Backing off Oakland again brings into focus whatever public-private partnership might ultimately be struck here. The A’s suggested Monday they’re ready to punt on a deal in which the city of Oakland added $352 million for offsite infrastructure costs to be paid by taxes and not the team.
It would bring the city’s total public contribution to $800 million.
And it’s not enough for the A’s or Major League Baseball, as commissioner Rob Manfred made clear in a statement following the vote.
Still, where else would the A’s be gifted such an enticing carrot or even one in the same stratosphere?
Those local parties interested in building a $1 billion, 30,000-seat Major League Baseball stadium — from Henderson to Summerlin to folks like casino owner Phil Ruffin and various Strip properties — should now pursue an even better deal for themselves than many might have originally believed possible.
It’s time someone stands firm on the number of public dollars bestowed by billionaire sports owners, even if the project would be determined not to include a mixed-use development plan.
Let the A’s do their market feasibility and economic and transportation studies and vet potential sponsorships and research projected ticket sales. I suppose they can regain a portion of leverage by involving additional cities in their pursuit of a ballpark and the potential for redevelopment around it. Portland. Nashville. Vancouver. Montreal.
None of it, however, means whichever group the A’s might partner with in Las Vegas should overpay to secure a deal.
“I’m not exactly (sure) why we’re even here,” Oakland council member Carroll Fife said Monday before abstaining from the non-binding vote. “I don’t know where we go from here, after doing somersaults, after receiving insults, after being disrespected … . It’s not a negotiation. It’s really, ‘Do what we say, or we will leave.’ That is not rooted. That is not respectful.”
There is a warning in there for Las Vegas: Be the cat, not the mouse.
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20 July, 2021 - 07:54pm
20 July, 2021 - 05:19pm
The Athletics received the “yes” vote from the Oakland City Council on Tuesday, which keeps their dreams of remaining #Rooted alive. At least for now.
MLB commissioner Rob Manfred, however, expressed his displeasure with the Council’s decision to approve the City's amended term sheet.
“For the last four years at my request and urging, the Athletics have invested significant resources and have made a major commitment to their community in hopes of remaining as Oakland’s only major professional sports franchise,” Manfred said in a statement (h/t Mercury News’ Shayna Rubin). “We are disappointed the City Council chose to vote on a proposal to which the A’s had not agreed. We will immediately begin conversations with the A’s to chart a path forward for the Club.”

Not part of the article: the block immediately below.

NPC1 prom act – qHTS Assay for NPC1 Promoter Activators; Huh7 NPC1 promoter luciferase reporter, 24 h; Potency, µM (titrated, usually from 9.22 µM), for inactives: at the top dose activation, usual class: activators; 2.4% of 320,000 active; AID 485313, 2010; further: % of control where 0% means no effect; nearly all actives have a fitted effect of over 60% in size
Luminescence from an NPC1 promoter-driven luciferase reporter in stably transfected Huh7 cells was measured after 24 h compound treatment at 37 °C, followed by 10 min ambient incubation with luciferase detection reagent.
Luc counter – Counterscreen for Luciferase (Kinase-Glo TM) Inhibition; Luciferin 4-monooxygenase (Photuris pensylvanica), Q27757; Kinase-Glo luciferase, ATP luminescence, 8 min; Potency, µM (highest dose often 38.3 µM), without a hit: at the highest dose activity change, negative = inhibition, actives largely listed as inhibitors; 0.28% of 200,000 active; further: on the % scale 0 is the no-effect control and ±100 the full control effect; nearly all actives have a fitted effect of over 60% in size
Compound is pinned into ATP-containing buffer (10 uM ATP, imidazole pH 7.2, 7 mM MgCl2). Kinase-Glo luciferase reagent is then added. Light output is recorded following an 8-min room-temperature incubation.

The "yes" vote that occurred Tuesday essentially was a statement by the City Council that they believe in the future of the A's in Oakland, but the term sheet approved was not one the A's agreed upon.
During the city council meeting, A's team president Dave Kaval said the "yes" vote "is not an effective path forward" given the team did not agree to the terms of the proposal put forward by the city of Oakland.
Kaval spoke with NBC Bay Area's Jessica Aguirre after the meeting on Tuesday, and said the team will take time in deciding their next steps.
"We were disappointed that the City Council didn't vote 'yes' on our proposal," Kaval told Aguirre. "So we're taking some time in understanding exactly what they voted 'yes' on. Many of the provisions we had never seen before.
"But we're going to analyze those things, see how they compare either positively or negatively with our term sheet and really dig into that in a thoughtful way, really caucus with Major League Baseball and get back to all parties with appropriate next steps."
The ball remains in the A’s court for now. It’s up to them to continue the conversation to keep these negotiations going. These “intense” marathon negotiations have been occurring for months between Kaval and the council.
In April, the A’s created a public proposal to finance this $1 billion stadium to be built at Howard Terminal at Jack London Square in Oakland. The proposal had the A’s providing $450 million in community benefits as well as $11 billion in private investment. But both the A’s and the council remain very far apart in some of these key figures.
Manfred and the league gave their backing to the A’s to seek out a new location for the team, since the momentum toward building the Howard Terminal park had been taking too long.
Las Vegas had been one of the areas of interest, and Manfred himself said the area is viable. But he also did credit the A’s for all of the efforts they’ve been putting into making the Oakland park happen.
As of now, the A's are still scheduled for a fourth visit to Las Vegas on Wednesday.